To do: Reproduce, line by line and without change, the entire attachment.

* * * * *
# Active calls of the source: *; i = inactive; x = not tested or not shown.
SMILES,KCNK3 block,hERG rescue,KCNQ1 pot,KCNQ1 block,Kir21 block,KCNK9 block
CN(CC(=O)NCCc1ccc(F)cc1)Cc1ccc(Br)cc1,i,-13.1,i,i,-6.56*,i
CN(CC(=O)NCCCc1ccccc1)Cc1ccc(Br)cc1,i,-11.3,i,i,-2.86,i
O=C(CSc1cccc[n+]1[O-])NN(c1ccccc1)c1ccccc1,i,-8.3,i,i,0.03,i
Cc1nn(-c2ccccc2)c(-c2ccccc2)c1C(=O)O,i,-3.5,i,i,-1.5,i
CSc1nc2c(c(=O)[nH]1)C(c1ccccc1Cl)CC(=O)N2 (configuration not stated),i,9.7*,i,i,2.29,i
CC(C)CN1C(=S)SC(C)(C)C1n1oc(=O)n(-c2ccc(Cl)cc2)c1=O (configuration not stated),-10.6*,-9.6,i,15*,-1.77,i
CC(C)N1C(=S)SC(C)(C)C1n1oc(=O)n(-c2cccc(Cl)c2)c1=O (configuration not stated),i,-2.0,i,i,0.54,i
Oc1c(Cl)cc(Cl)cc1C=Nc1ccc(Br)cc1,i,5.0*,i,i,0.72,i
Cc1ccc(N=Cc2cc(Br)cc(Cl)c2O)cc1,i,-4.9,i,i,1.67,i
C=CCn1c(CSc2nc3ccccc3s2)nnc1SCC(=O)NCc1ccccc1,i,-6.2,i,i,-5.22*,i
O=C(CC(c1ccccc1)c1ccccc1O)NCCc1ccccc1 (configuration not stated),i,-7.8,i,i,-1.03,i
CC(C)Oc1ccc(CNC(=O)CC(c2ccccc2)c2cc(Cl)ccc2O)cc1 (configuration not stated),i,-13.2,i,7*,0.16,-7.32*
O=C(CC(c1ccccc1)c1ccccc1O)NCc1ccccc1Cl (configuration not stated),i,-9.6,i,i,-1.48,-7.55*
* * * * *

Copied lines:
# Active calls of the source: *; i = inactive; x = not tested or not shown.
SMILES,KCNK3 block,hERG rescue,KCNQ1 pot,KCNQ1 block,Kir21 block,KCNK9 block
CN(CC(=O)NCCc1ccc(F)cc1)Cc1ccc(Br)cc1,i,-13.1,i,i,-6.56*,i
CN(CC(=O)NCCCc1ccccc1)Cc1ccc(Br)cc1,i,-11.3,i,i,-2.86,i
O=C(CSc1cccc[n+]1[O-])NN(c1ccccc1)c1ccccc1,i,-8.3,i,i,0.03,i
Cc1nn(-c2ccccc2)c(-c2ccccc2)c1C(=O)O,i,-3.5,i,i,-1.5,i
CSc1nc2c(c(=O)[nH]1)C(c1ccccc1Cl)CC(=O)N2 (configuration not stated),i,9.7*,i,i,2.29,i
CC(C)CN1C(=S)SC(C)(C)C1n1oc(=O)n(-c2ccc(Cl)cc2)c1=O (configuration not stated),-10.6*,-9.6,i,15*,-1.77,i
CC(C)N1C(=S)SC(C)(C)C1n1oc(=O)n(-c2cccc(Cl)c2)c1=O (configuration not stated),i,-2.0,i,i,0.54,i
Oc1c(Cl)cc(Cl)cc1C=Nc1ccc(Br)cc1,i,5.0*,i,i,0.72,i
Cc1ccc(N=Cc2cc(Br)cc(Cl)c2O)cc1,i,-4.9,i,i,1.67,i
C=CCn1c(CSc2nc3ccccc3s2)nnc1SCC(=O)NCc1ccccc1,i,-6.2,i,i,-5.22*,i
O=C(CC(c1ccccc1)c1ccccc1O)NCCc1ccccc1 (configuration not stated),i,-7.8,i,i,-1.03,i
CC(C)Oc1ccc(CNC(=O)CC(c2ccccc2)c2cc(Cl)ccc2O)cc1 (configuration not stated),i,-13.2,i,7*,0.16,-7.32*
O=C(CC(c1ccccc1)c1ccccc1O)NCc1ccccc1Cl (configuration not stated),i,-9.6,i,i,-1.48,-7.55*